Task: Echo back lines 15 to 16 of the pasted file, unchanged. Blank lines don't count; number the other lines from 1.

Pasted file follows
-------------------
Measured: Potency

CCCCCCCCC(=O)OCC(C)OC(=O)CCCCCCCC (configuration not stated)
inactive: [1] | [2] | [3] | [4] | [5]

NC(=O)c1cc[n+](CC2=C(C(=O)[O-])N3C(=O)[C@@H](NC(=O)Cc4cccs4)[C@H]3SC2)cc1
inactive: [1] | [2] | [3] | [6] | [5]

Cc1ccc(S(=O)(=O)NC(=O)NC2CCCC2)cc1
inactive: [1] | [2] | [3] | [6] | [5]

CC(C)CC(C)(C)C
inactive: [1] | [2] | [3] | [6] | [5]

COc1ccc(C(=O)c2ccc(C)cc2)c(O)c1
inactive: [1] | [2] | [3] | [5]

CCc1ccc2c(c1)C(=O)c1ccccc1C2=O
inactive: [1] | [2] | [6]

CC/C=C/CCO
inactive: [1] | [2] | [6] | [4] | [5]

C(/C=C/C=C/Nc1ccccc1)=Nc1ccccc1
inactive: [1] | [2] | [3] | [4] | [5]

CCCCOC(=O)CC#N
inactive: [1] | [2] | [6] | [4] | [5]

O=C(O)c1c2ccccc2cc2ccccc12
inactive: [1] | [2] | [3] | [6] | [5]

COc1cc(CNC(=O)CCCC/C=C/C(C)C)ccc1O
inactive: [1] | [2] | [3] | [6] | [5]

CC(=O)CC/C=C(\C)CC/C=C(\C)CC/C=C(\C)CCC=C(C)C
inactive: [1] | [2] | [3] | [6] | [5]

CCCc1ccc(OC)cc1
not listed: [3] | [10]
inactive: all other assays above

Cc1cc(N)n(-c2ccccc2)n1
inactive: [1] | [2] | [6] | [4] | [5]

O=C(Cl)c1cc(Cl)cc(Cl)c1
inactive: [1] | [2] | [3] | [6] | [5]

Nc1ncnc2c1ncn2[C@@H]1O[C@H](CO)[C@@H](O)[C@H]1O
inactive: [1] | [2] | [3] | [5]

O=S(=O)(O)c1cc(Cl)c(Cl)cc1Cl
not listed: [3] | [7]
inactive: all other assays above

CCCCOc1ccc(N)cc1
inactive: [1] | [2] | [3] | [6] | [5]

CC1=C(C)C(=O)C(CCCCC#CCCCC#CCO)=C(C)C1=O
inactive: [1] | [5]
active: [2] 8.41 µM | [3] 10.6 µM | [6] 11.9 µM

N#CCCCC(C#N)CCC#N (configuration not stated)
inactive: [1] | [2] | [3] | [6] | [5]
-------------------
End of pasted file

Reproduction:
inactive: [1] | [2] | [6] | [4] | [5]

C(/C=C/C=C/Nc1ccccc1)=Nc1ccccc1